# Why is one code faster than other even when iterations are more?

My code is short and has lesser number of iterations than the other but still it gets a time limit exceeded error while the other code is accepted on codechef.com. The codes are solution to the "Ambiguous permutation" problem on codechef.com Why is this code:

def inverse(data,x):

temp=[]

for i in range(x):
temp.append(0)
for i in range(x):
temp[data[i]-1]=i+1
return temp

def main():

while 1:
x=input()
if not x:
return
data=raw_input().split(' ')
for i in range(len(data)):
data[i]=int(data[i])
temp = inverse(data,x)
if temp==data:
print 'ambiguous'
else:
print 'not ambiguous'

if __name__ == "__main__":
main()

faster than this code:

while True:

output=[]
n= input()
if n==0: break
caseList= raw_input().split()
amb=1
for i in range(1, n+1):
output.append(str(caseList.index(str(i))+1))

if output==caseList:
print ("ambiguous")
else:
print ("not ambiguous")

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Link to the problem: codechef.com/problems/PERMUT2 –  jsbueno Mar 2 '12 at 5:20

When such a consistent time difference shows up, we are not talking about something that is 2, or 3 times slower - if one method passes, and the other always times out, it is a huge time difference- normally tied to algorithm complexity.

Although the first code has plenty of room to get better (usage of xrange instead of range, for example), in the final array, the result is update by random access, straight by the index caculated by data[i] - 1- while in the second snippet, you use caseList.index(str(i)) to retrieve each index. The "index" lisr method performs a linear search on the list, starting at the beginning. It may seem little, but when it is doen for each element in the list, your algorithm which was O(N) becomes O(N²) - which expains the dramatic speed down in this second form.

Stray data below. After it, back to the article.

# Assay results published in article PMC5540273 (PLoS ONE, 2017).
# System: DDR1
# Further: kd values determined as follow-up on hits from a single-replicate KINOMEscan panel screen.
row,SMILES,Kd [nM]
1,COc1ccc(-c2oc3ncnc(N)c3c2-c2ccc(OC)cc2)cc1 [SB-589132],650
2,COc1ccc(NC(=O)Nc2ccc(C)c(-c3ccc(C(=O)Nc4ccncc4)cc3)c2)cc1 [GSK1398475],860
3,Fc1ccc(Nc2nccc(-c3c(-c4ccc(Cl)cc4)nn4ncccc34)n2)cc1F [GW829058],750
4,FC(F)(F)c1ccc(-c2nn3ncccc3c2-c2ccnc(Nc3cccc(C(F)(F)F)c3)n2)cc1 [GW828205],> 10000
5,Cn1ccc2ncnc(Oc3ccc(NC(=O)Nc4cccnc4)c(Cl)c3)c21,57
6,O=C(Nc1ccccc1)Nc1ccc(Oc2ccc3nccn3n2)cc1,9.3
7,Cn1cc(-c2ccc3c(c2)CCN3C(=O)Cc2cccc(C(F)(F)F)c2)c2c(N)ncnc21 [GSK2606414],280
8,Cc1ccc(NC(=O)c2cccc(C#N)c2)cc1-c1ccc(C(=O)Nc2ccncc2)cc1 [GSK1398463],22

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It looks like you're using strings where the other code is using ints, which will slow you down somewhat.

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I take it your second code isn't inside a function.

Access to local variables in a function is significantly faster than accessing global variables. That means code run in global scope is always likely to be slower.

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I didn't believe this completely at first but after a quick test all I have to say is wow. My quick test showed that locals were (for me) 170% faster than the gloabls. –  MitMaro Mar 1 '12 at 20:45
this however would not cause the timeout - the problem is in the usage of the "index" method –  jsbueno Mar 2 '12 at 5:11